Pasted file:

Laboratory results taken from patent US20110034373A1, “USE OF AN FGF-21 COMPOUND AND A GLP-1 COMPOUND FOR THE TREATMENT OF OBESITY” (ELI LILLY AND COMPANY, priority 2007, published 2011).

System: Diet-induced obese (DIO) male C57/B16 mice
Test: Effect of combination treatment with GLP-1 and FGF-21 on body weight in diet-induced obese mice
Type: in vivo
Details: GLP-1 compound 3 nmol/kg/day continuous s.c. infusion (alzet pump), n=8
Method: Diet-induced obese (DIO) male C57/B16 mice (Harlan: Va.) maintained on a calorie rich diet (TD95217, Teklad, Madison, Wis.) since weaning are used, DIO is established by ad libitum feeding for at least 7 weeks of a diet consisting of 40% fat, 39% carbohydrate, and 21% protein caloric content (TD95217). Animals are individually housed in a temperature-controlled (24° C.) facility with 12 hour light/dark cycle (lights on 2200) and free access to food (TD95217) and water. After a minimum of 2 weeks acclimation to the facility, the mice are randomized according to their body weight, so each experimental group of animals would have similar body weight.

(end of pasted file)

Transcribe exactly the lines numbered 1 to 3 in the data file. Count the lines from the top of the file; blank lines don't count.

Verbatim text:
Laboratory results taken from patent US20110034373A1, “USE OF AN FGF-21 COMPOUND AND A GLP-1 COMPOUND FOR THE TREATMENT OF OBESITY” (ELI LILLY AND COMPANY, priority 2007, published 2011).

System: Diet-induced obese (DIO) male C57/B16 mice
Test: Effect of combination treatment with GLP-1 and FGF-21 on body weight in diet-induced obese mice